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Thus, the only programmable hard buttons available are the 10-digit keypad, [Enter], [Volume Up/Down], [Mute], [Channel Up/Down], [Previous Channel] and [Power]. The remaining 17 buttons are used solely for the interactive guide and remote-specific functions.
The medium-sized LCD screen measures 2.0" by 1.1" (5.1cm by 2.8cm) with a 2.3" diagonal (5.9cm) dimension. The screen is of the dot-matrix variety, which means it can display graphics and different fonts. The resolution is 128 by 64 pixels with support for two colors, black and white. The used portion of the LCD is slightly smaller at 1.9" wide by 0.95" high (4.8cm by 2.4cm), resulting in a PPI (pixels per inch, also commonly referred to as "DPI") value of 67 by 67. The LCD's contrast level is excellent with clean, readable text, even in dim conditions. The screen did exhibit a higher than standard degree of "streaking" in solid shaded areas, something that can plague passive matrix displays, but this was only noticeable if looked for. I found screen fonts, even in the smallest sizes, to be extremely readable.
Surrounding the screen on the left, right and bottom edges are 11 hard buttons. Arranged on the left side are [Macro], [Advanced] (extra functions) and [Power] buttons, on the right are [Mode] (changes the current device), [Menu] (remote control setup) and [Light] buttons. Along the bottom are five "interactive" buttons that will only operate when the programming guide is active.
See what's on, but not how to change it...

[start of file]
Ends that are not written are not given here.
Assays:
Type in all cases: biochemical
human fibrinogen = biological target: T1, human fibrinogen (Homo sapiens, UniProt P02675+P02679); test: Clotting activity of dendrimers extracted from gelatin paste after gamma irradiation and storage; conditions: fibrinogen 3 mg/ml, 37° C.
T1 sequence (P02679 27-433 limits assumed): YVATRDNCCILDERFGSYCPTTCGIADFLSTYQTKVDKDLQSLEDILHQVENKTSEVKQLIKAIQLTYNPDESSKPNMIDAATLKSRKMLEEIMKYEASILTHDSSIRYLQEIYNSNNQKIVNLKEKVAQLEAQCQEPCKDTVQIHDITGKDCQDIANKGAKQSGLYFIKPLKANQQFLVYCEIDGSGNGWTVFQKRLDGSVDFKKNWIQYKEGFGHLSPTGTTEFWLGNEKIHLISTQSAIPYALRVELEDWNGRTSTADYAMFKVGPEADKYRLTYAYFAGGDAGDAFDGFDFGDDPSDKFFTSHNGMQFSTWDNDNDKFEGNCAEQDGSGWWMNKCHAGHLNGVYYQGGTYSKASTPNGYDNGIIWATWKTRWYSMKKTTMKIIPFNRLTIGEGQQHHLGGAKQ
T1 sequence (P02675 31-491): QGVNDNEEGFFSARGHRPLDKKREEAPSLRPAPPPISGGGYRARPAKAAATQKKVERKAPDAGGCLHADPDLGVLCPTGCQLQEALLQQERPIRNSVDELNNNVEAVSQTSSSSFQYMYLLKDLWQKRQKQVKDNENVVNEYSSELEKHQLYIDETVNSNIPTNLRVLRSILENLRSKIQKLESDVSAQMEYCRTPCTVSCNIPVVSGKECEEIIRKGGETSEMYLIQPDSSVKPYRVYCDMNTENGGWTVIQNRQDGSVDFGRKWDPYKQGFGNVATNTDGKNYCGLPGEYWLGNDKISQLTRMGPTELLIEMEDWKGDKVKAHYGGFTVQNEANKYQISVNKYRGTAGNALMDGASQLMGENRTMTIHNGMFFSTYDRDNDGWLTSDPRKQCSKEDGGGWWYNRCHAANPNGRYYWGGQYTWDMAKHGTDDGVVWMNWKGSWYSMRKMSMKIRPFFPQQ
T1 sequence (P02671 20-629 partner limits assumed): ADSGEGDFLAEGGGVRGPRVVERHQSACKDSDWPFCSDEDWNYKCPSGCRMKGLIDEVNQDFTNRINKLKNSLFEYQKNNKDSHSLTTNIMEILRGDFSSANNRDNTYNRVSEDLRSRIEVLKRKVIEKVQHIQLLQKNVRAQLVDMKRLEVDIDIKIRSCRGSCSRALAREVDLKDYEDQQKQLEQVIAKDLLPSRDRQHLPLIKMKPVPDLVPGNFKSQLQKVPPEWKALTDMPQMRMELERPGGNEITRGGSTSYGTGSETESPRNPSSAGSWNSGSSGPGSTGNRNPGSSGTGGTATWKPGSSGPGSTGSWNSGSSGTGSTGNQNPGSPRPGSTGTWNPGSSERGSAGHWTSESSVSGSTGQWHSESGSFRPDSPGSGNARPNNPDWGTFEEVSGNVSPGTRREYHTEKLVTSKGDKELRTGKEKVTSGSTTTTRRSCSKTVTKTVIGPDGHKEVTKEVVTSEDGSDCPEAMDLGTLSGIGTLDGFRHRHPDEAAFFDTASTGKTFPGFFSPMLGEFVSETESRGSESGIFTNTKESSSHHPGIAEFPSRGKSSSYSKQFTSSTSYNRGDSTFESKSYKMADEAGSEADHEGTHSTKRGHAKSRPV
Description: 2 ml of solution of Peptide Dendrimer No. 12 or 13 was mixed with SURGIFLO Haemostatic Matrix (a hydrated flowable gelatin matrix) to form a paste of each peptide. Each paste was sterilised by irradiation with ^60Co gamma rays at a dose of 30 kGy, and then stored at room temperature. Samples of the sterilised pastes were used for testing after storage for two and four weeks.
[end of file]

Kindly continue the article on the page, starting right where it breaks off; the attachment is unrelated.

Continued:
Although none of the keypad buttons are backlit (the [Light] button is at least glow-in-the-dark), the LCD screen is illuminated by an electroluminescent (EL) panel. The smooth backlight is in the traditional aqua green color, however it's not exceptionally bright. The panel is only activated when the [Light] button is pressed and has a factory preset timeout of 20 seconds of inactivity. Pressing [Light] a second time will also toggle the backlight off to conserve battery power. The LCD screen always remains active and never shuts off, flipping through numerous "promo" screens (which we'll talk about later) like a screensaver.
Overall I liked the Guide Remote's ergonomic button layout, from the well sized directional buttons and rocker-style volume and channel buttons, to the colorful key design that incorporates grey, blue, red, green and "clear" plastics to liven up the monochromatic exterior. Although the buttons are small and tightly packed, the layout is such that no buttons encroach upon another's usable space.
I found tactile response acceptable on the rockers and any of the blue-colored buttons, but felt that the small round buttons that form the numeric keypad are too firm with not enough "click" sensation. Additionally, the buttons on the left and right edges of the LCD screen make the now-commonplace faux pas of being half in and half out of a raised bezel, making them awkward to fully depress. And, since they are tall and narrow while also being soft, they have the tendency to "lean over" when used.